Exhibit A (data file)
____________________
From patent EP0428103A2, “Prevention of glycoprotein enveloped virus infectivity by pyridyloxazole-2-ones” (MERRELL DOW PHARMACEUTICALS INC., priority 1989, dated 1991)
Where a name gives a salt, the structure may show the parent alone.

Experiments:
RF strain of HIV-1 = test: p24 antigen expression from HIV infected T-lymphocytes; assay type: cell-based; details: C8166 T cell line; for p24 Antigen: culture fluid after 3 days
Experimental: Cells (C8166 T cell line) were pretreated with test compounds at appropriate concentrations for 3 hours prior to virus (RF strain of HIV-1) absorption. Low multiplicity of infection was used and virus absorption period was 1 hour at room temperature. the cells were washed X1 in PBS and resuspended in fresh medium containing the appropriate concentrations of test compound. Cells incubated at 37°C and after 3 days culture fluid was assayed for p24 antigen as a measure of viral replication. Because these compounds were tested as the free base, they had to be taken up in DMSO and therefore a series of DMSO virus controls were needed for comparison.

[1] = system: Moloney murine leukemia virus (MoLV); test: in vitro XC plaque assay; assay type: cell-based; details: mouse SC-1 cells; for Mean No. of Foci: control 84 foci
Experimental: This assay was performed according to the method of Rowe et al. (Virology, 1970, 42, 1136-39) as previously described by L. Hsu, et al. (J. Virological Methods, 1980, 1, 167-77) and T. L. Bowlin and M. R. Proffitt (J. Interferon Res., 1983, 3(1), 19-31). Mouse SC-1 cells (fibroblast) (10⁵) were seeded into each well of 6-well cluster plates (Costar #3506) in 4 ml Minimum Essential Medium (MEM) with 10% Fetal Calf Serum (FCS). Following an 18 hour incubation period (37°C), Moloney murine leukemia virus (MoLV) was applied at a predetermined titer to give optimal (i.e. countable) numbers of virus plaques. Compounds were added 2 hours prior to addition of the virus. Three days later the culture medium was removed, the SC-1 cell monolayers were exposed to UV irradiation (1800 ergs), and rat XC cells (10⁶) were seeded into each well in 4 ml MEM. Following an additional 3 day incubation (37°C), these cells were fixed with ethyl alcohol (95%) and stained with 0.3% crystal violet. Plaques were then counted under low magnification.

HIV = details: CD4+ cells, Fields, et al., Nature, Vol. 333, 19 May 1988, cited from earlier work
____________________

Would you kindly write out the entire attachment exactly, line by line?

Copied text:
From patent EP0428103A2, “Prevention of glycoprotein enveloped virus infectivity by pyridyloxazole-2-ones” (MERRELL DOW PHARMACEUTICALS INC., priority 1989, dated 1991)
Where a name gives a salt, the structure may show the parent alone.

Experiments:
RF strain of HIV-1 = test: p24 antigen expression from HIV infected T-lymphocytes; assay type: cell-based; details: C8166 T cell line; for p24 Antigen: culture fluid after 3 days
Experimental: Cells (C8166 T cell line) were pretreated with test compounds at appropriate concentrations for 3 hours prior to virus (RF strain of HIV-1) absorption. Low multiplicity of infection was used and virus absorption period was 1 hour at room temperature. the cells were washed X1 in PBS and resuspended in fresh medium containing the appropriate concentrations of test compound. Cells incubated at 37°C and after 3 days culture fluid was assayed for p24 antigen as a measure of viral replication. Because these compounds were tested as the free base, they had to be taken up in DMSO and therefore a series of DMSO virus controls were needed for comparison.

[1] = system: Moloney murine leukemia virus (MoLV); test: in vitro XC plaque assay; assay type: cell-based; details: mouse SC-1 cells; for Mean No. of Foci: control 84 foci
Experimental: This assay was performed according to the method of Rowe et al. (Virology, 1970, 42, 1136-39) as previously described by L. Hsu, et al. (J. Virological Methods, 1980, 1, 167-77) and T. L. Bowlin and M. R. Proffitt (J. Interferon Res., 1983, 3(1), 19-31). Mouse SC-1 cells (fibroblast) (10⁵) were seeded into each well of 6-well cluster plates (Costar #3506) in 4 ml Minimum Essential Medium (MEM) with 10% Fetal Calf Serum (FCS). Following an 18 hour incubation period (37°C), Moloney murine leukemia virus (MoLV) was applied at a predetermined titer to give optimal (i.e. countable) numbers of virus plaques. Compounds were added 2 hours prior to addition of the virus. Three days later the culture medium was removed, the SC-1 cell monolayers were exposed to UV irradiation (1800 ergs), and rat XC cells (10⁶) were seeded into each well in 4 ml MEM. Following an additional 3 day incubation (37°C), these cells were fixed with ethyl alcohol (95%) and stained with 0.3% crystal violet. Plaques were then counted under low magnification.

HIV = details: CD4+ cells, Fields, et al., Nature, Vol. 333, 19 May 1988, cited from earlier work